Container ports hit by trade dip
NEW figures show that Britain's container ports' trade has dipped for the first time in more than 30 years.But it is not yet known whether Felixstowe – the country's leading boxport – has suffered a decline in the amount of cargo it has handled.
NEW figures show that Britain's container ports' trade has dipped for the first time in more than 30 years.
But it is not yet known whether Felixstowe – the country's leading boxport – has suffered a decline in the amount of cargo it has handled.
Its owners, Hong Kong-based conglomerate Hutchison Whampoa are not due to release their annual report and figures until next month.
Even then, the company will not be precise about the success of its individual ports, with detailed figures kept a closely-guarded secret for commercial reasons.
Industry observers commented in the first quarters of last year that Felixstowe was experiencing a drop in throughput, but this was never confirmed by port officials, who stated it was not policy to give part-year statistics.
The global economic slowdown is though bound to have had an effect on the port, which handles 2.7 million standard-sized containers each year.
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Latest industry-wide figures calculated by Drewry Shipping Consultants say Britain's total container throughput fell by 0.5 per cent in 2001.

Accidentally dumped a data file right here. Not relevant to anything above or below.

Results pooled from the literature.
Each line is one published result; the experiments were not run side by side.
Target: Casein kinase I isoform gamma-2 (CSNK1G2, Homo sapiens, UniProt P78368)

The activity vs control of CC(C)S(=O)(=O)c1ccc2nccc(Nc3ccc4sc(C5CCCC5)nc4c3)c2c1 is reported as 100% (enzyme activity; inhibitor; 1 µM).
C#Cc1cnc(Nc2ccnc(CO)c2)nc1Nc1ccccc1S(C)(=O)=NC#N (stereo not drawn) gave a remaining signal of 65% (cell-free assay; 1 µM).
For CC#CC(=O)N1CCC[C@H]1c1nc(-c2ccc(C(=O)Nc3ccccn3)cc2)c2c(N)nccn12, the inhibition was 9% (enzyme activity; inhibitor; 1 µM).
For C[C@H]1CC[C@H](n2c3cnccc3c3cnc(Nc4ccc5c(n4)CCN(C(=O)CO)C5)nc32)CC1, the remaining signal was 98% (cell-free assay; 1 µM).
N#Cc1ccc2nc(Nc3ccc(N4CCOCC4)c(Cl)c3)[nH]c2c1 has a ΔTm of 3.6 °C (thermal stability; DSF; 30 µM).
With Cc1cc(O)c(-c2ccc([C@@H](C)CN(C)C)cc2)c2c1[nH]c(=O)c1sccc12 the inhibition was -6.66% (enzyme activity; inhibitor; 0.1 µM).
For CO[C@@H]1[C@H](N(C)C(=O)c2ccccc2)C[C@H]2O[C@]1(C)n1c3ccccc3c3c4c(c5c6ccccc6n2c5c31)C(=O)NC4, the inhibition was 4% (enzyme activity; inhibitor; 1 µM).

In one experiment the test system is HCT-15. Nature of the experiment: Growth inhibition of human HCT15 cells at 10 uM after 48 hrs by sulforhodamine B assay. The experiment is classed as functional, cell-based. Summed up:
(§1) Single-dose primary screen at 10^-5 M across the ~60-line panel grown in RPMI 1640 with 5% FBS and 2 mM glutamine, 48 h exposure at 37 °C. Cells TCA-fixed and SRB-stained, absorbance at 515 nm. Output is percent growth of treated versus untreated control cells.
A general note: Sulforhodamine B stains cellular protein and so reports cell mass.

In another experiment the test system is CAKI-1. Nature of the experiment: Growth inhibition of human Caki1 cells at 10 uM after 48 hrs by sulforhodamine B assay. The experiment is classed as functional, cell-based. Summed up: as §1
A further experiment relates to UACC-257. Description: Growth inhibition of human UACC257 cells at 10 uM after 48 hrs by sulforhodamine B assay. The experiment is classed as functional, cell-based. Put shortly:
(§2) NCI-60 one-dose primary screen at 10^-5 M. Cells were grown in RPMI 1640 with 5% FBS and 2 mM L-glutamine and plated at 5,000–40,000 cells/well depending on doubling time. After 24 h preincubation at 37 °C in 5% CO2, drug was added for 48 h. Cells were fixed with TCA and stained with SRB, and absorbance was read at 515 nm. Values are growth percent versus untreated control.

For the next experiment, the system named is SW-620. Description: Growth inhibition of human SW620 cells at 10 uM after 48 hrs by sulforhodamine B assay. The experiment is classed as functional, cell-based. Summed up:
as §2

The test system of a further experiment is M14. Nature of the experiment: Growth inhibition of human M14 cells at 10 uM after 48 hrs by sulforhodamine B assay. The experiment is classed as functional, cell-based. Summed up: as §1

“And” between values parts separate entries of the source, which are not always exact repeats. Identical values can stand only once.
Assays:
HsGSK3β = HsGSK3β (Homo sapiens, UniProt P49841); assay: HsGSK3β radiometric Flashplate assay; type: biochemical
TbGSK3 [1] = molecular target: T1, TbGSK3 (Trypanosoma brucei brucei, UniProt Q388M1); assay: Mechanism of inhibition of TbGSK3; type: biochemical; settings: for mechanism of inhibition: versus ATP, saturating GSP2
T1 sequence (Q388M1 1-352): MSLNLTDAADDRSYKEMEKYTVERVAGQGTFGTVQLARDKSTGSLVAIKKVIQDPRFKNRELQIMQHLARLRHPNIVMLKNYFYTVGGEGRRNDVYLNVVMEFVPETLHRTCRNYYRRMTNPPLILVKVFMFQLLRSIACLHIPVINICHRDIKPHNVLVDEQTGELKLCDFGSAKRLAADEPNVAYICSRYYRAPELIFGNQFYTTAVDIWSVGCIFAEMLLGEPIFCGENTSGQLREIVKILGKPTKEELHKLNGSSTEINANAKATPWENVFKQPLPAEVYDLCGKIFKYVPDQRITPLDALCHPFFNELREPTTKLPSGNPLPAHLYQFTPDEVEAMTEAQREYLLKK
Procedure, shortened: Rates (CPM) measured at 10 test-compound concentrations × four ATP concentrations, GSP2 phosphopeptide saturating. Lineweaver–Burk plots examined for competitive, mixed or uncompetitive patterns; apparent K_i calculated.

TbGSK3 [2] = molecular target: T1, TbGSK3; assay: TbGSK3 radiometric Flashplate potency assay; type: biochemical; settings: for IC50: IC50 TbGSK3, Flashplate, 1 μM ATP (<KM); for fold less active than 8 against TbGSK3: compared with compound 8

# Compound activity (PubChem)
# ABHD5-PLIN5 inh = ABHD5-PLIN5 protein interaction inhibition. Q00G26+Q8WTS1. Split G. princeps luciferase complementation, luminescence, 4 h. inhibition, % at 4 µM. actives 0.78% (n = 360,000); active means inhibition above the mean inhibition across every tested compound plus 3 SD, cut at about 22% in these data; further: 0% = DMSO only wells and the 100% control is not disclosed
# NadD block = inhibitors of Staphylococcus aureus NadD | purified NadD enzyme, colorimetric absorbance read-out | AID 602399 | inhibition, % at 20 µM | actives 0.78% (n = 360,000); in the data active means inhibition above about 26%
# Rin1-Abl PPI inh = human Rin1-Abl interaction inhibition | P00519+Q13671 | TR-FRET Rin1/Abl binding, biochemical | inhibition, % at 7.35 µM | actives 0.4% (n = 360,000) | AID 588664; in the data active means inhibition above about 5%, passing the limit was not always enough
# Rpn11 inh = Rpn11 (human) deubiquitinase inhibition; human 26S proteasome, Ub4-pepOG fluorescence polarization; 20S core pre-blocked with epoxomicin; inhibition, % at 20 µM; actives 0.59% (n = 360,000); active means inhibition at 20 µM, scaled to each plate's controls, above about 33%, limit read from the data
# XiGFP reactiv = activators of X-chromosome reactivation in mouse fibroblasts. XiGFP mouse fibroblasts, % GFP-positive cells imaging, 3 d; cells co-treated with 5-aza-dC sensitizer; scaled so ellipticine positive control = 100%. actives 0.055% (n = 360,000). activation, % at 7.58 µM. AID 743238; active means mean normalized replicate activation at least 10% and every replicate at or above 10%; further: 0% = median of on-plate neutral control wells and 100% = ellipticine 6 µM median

Deep sea terminals at Felixstowe, Southampton, Thamesport and Tilbury handled 4.6m standard-sized boxes.
The consultants attributed the drop to the world economic problems and the loss of some feeder traffic to European ports, but say future prospects are good and the drop in throughput "should be temporary".
In 2000, Felixstowe and Thamesport – also owned by Hutchison Whampoa – enjoyed a 4pc growth in traffic, and the group's ports handled 25m boxes.
Felixstowe's container total has grown virtually every year since Landguard Terminal was built as Britain's first purpose-built terminal in 1967. It is waiting for government clearance to carry out further expansion.
Other ports are also waiting for permission to expand, and shipping companies have warned that Britain faces a shortage in quayside capacity which could become acute within four years.
Maersk Sealand, which has been asking Felixstowe Port for its own dedicated terminal, feels the situation is even more serious – and has warned that deep sea lines may soon start serving British ports with feeder ships because of the lack of capacity and because they are "overcrowded and congested".
Taking feeder ships from European transhipment hubs rather than direct calls from larger ocean-going ships will mean less revenue for ports and push up costs for importers.